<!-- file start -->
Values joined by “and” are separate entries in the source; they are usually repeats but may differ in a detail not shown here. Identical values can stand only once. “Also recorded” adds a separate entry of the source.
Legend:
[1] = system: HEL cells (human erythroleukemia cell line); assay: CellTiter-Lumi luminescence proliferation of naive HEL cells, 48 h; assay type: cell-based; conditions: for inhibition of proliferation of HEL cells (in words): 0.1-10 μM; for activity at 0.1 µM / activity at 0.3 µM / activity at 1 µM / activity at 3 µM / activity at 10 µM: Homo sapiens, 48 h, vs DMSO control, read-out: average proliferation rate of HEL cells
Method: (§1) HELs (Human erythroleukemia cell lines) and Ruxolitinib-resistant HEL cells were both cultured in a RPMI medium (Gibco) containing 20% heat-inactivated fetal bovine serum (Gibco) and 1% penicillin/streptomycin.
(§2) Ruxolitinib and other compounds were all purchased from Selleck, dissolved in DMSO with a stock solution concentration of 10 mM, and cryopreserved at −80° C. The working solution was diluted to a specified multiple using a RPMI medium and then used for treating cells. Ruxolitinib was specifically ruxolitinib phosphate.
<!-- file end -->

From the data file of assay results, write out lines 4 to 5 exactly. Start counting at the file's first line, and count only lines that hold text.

Method: (§1) HELs (Human erythroleukemia cell lines) and Ruxolitinib-resistant HEL cells were both cultured in a RPMI medium (Gibco) containing 20% heat-inactivated fetal bovine serum (Gibco) and 1% penicillin/streptomycin.
(§2) Ruxolitinib and other compounds were all purchased from Selleck, dissolved in DMSO with a stock solution concentration of 10 mM, and cryopreserved at −80° C. The working solution was diluted to a specified multiple using a RPMI medium and then used for treating cells. Ruxolitinib was specifically ruxolitinib phosphate.